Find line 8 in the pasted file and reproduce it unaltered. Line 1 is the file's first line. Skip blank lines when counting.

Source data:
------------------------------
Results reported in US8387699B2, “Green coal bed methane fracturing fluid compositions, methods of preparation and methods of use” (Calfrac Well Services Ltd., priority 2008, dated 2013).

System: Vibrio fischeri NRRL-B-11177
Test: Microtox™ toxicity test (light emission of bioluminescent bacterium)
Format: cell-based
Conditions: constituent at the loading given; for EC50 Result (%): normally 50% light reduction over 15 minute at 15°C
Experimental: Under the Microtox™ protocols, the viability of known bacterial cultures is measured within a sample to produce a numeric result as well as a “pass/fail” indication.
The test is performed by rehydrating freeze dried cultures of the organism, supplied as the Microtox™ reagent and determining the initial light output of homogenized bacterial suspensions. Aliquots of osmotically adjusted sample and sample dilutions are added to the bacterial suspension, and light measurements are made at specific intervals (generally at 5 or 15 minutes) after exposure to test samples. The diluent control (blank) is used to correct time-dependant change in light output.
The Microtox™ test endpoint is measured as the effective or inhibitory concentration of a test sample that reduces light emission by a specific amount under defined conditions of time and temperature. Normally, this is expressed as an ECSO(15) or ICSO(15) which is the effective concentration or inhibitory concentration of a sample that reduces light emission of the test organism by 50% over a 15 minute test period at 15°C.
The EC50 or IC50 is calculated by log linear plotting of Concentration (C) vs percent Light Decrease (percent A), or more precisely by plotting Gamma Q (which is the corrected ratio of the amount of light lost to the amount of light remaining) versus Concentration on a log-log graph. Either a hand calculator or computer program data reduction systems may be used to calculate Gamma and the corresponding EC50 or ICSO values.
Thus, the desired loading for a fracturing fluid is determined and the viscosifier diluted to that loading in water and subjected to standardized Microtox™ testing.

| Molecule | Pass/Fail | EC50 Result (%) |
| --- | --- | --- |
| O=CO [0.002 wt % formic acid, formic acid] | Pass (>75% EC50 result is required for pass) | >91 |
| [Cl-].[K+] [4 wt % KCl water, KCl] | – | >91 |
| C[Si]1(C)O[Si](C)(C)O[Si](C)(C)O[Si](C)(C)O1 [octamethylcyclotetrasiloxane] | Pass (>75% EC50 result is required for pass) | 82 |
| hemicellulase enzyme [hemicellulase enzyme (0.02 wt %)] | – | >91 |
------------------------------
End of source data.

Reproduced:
The Microtox™ test endpoint is measured as the effective or inhibitory concentration of a test sample that reduces light emission by a specific amount under defined conditions of time and temperature. Normally, this is expressed as an ECSO(15) or ICSO(15) which is the effective concentration or inhibitory concentration of a sample that reduces light emission of the test organism by 50% over a 15 minute test period at 15°C.